New discovery makes sodium batteries safer and cheaper

Gloved hands of researcher placing material on chip in lab (sodium batteries safer)

Deakin University researchers, in collaboration with University of Queensland, have developed a new non-flammable electrolyte material for use in sodium batteries, which provides a safer and cheaper alternative to lithium-ion batteries.

Electrolytes in traditional lithium and sodium batteries are commonly flammable, so this breakthrough—published in the prestigious journal Nature Materials—paves the way for a new critical material for safer batteries. 

Led by Dr Xiaoen Wang and Professor Maria Forsyth from Deakin University’s Institute for Frontier Materials, the team has developed a solid polymer electrolyte material which can replace the flammable liquid solvents currently used in sodium batteries.

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“Most industries that develop sodium batteries generally use carbon-based electrode and liquid electrolyte, which has low capacity and also can fuel a fire if the battery overheats,” Dr Wang said.

“We are taking a different approach, using reactive sodium metal as an anode to increase battery capacity and in the process are developing safer electrolytes to ensure the safety of sodium batteries.”

A key component in the electrolyte was developed by Dr Cheng Zhang and Professor Andrew K. Whittaker based at the University of Queensland’s Australian Institute for Bioengineering and Nanotechnology.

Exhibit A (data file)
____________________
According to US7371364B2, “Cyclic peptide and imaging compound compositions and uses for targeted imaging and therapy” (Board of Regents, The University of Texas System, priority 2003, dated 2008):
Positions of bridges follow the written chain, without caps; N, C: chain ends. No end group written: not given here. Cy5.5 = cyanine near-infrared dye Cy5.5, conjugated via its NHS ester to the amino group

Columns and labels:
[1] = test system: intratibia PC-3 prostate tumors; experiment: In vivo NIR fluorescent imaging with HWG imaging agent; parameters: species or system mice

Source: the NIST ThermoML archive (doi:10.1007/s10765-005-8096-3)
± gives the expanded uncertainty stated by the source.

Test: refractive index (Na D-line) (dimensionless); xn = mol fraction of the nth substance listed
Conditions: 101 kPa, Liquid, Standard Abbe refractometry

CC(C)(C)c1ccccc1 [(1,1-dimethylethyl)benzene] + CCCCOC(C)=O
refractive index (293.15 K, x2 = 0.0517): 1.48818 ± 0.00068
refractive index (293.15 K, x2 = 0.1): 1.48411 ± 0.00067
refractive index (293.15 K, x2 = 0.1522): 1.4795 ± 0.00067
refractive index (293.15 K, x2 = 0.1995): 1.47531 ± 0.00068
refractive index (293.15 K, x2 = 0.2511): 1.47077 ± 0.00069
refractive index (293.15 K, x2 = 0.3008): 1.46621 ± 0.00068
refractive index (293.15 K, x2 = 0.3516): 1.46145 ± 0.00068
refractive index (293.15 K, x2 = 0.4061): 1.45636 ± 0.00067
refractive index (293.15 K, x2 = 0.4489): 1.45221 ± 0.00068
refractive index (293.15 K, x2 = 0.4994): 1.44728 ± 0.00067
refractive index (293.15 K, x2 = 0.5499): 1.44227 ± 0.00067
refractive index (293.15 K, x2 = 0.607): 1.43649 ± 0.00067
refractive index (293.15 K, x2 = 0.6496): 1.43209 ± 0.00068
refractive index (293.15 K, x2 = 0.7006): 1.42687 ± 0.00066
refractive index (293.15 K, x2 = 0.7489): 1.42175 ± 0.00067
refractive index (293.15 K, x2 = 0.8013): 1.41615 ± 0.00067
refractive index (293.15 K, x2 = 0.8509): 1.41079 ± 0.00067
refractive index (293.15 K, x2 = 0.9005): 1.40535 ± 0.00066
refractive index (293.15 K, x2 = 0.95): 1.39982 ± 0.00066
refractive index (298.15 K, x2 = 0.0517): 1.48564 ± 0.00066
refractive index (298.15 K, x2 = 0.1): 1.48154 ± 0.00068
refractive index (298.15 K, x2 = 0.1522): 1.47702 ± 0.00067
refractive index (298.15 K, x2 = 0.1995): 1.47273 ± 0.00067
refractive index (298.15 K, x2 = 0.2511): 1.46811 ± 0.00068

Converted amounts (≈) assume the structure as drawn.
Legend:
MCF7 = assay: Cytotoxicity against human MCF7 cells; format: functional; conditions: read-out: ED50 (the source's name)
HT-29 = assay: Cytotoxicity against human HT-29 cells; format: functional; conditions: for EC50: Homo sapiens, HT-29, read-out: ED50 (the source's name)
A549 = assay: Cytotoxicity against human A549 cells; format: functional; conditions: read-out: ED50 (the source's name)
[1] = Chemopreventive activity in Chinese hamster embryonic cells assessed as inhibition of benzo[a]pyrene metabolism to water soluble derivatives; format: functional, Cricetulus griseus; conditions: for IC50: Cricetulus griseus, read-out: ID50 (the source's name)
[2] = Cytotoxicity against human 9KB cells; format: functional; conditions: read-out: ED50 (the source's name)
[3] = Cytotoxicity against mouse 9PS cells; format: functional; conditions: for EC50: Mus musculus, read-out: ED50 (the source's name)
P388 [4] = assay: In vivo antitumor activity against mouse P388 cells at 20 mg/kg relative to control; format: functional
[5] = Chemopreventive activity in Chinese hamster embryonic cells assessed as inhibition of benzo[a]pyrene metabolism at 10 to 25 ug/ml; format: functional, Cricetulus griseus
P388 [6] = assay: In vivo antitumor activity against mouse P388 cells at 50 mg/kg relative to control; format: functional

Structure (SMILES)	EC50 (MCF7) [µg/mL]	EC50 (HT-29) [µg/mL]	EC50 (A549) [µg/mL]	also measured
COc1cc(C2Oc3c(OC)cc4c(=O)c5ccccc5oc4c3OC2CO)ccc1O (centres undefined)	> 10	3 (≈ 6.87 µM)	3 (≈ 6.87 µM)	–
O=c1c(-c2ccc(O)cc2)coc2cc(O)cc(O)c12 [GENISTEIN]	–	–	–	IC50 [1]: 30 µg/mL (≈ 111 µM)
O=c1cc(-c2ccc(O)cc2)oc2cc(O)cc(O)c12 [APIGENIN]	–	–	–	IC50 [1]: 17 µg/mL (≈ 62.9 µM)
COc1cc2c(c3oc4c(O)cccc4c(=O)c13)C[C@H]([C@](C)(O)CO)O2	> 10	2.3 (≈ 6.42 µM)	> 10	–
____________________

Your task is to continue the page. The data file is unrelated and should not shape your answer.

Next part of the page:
Known as a fluorine-containing polymer and originally used for biological application, this is the first time this class of polymer has been used in solid-state sodium batteries.

According to Wang, one of the main benefits in using sodium as an alternative source to lithium in battery production, is its low production cost.

“As lithium could become a rare commodity, the price of lithium batteries is high, while on the other hand, sodium resources are more abundant,” Dr Wang said.

“Our polymer will support the use of sodium batteries, which are low cost when compared to lithium batteries.”

One drawback of current sodium batteries is that they do not last as long as long as lithium batteries and have a lower energy density. However, in pairing them with the new polymer electrolytes, they offer close to 1,000 cycles, comparable to the current well-developed lithium batteries.

With further research, opportunities could be on the horizon for use in stationary energy storage such as solar or even in electric cars.

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Small-scale testing of the batteries has been successful, with upscaling and prototyping coming soon.

To continue and extend Deakin’s extensive research into sodium and lithium batteries, Deakin is currently establishing a new $9.5 million facility at the Melbourne Burwood campus, due for completion in August this year.

The expansion project, which includes a $5.2 million contribution from the Victorian Government via the Victorian Higher Education State Investment Fund (VHESIF), involves upgrading the current Battery Technology Research and Innovation Hub (BatTRI-Hub) facility to include a testing lab and pilot production line to research and manufacture advanced lithium and sodium batteries.

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